Calgary buildings damaged in storm

Southern Alberta has begun picking up the pieces after winds gusting as high as 130 km/h in some places roared through the area.

Grass fire in Lethbridge brought under control

Southern Alberta has begun picking up the pieces after winds gusting as high as 130 km/h in some places roared through the area.

In Calgary, winds that reached 91 km/h on Sunday, according to Environment Canada, triggered the city's Municipal Emergency Plan. Officials had shut down the downtown core to traffic and pedestrians and suspended LRT services in that area.

Lethbridge grass fire

A large grass fire fuelled by strong winds near Lethbridge has been brought under control, officials said Sunday night.

Lethbridge County Reeve Lorne Hickey said that when the wind was gusting up to 100 km/h, RCMP officers were going door-to-door telling people they had to evacuate their homes. More than 100 people followed those instructions. Others were advised to stay away from affected areas and remain inside with their doors and windows closed.

Winds blew the flames to the outskirts of Lethbridge, but the winds abated late Sunday evening and firefighters were able to get the blaze under control.

Duty Insp. Keith Cain of the Calgary police said windows at TD Square downtown were blown out, roofing material and debris flew off downtown buildings and a roof was ripped off at a home in the 100 block of Slopes Grove S.W.

One firefighter said debris from one building was breaking off and shattering glass in a neighbouring building. The firefighter said it was "raining glass" in the area.

Bruce Burrell, the director of emergency management, said wind conditions change, depending on the altitude.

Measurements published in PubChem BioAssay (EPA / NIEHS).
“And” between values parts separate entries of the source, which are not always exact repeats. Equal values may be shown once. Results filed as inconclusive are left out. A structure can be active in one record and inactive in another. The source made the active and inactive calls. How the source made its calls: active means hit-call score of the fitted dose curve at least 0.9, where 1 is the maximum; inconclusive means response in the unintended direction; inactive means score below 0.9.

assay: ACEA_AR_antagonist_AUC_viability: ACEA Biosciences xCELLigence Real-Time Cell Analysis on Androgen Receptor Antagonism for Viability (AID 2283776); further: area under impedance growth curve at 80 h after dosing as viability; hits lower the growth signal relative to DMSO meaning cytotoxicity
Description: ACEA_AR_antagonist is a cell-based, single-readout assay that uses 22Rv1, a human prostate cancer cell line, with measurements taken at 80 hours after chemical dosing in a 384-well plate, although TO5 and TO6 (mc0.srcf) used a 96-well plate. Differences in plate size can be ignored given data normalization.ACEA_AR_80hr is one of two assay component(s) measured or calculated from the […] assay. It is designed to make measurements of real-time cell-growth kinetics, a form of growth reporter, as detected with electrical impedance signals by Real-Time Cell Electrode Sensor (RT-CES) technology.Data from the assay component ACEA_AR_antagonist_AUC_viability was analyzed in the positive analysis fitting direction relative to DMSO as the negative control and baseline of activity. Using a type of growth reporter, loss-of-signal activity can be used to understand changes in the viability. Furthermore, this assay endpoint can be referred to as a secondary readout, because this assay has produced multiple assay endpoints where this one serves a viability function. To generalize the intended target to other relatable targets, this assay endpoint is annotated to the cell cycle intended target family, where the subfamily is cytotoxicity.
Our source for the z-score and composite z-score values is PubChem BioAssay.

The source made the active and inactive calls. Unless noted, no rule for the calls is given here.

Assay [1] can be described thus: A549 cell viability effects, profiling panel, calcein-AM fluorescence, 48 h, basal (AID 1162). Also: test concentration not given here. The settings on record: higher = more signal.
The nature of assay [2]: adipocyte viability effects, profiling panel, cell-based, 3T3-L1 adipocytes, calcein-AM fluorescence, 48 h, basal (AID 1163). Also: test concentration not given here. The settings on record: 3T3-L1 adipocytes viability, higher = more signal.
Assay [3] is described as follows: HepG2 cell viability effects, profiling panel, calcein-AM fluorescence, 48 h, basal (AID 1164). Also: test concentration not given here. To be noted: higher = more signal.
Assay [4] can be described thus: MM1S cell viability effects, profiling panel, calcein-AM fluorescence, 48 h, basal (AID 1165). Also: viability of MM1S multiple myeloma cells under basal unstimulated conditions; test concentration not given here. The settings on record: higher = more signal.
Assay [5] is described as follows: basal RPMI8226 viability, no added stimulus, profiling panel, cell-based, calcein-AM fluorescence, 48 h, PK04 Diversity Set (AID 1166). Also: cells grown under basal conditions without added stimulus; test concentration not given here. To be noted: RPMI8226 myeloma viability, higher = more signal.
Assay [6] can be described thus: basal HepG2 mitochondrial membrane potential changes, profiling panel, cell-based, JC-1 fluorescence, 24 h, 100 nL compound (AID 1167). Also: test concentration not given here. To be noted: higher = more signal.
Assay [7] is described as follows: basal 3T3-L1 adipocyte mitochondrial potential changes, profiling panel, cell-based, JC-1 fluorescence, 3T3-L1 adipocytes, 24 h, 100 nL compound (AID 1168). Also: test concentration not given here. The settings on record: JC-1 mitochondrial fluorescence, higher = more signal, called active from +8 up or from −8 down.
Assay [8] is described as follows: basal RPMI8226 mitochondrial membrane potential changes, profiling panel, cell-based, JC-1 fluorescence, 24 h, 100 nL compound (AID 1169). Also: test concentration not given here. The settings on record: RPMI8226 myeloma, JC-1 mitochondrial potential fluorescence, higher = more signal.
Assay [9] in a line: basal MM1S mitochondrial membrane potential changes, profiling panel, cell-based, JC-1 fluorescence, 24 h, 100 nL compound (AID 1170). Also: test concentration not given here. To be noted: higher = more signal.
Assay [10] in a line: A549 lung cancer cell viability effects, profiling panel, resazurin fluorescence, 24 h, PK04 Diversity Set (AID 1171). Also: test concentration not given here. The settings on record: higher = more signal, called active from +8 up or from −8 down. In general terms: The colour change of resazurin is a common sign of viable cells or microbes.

"The real issue here is we're seeing higher winds … at the higher levels," he told CBC News. "So even though the wind is currently 50 kilometres an hour on the ground, at higher elevations — at the height of the Bow tower — those winds are 149 kilometres an hour.

"So it's those winds that are causing damage to higher structures in the downtown core and that's why we're seeing glass and debris come off those structures."

Residents were being advised to stay away from windows. Those who live in high-rise buildings were encouraged to secure their barbecues and other furniture on balconies, and reminded to turn off the propane and disconnect and shut off the gas line if it is a gas hook-up.

Calgary police said no injuries had been reported as of late Sunday evening. Fire officials said the entire department was out on city streets.

Alberta Tourism, Parks and Recreation closed portions of Fish Creek Provincial Park because of tree damage and public risk of power lines falling down. Three LRT crossing arms have been broken off in south Calgary.

"It's a lot more severe out in the country where there isn't anything to block the winds when it's coming across the fields," said Jillian Millar, who drove south from Calgary Sunday afternoon with her husband to pick up their daughter from a party. "We didn't realize it was as bad as it was when we left the house."

Millar said farm animals were seeking shelter behind whatever they could find. She said she saw horses huddled beside a parked school bus.

A semi was blown over by winds between Crossfield and Bowden. (Submitted by Lyn Wolanski )

Conditions in Pincher Creek, in the southwestern corner of the province, were worse with Environment Canada reporting winds reaching 130 km/h by midday Sunday.

High River activated its Emergency Operations Centre at 2 p.m. A firewall at Sunrise Terrace Apartments separated from the building, leading to an evacuation.

RCMP also issued a travel advisory for motorists travelling from Calgary south to the American border.

Officials say semi-trailers in particular, especially if they are empty or carrying a light load, should avoid travel in the area while it's so windy.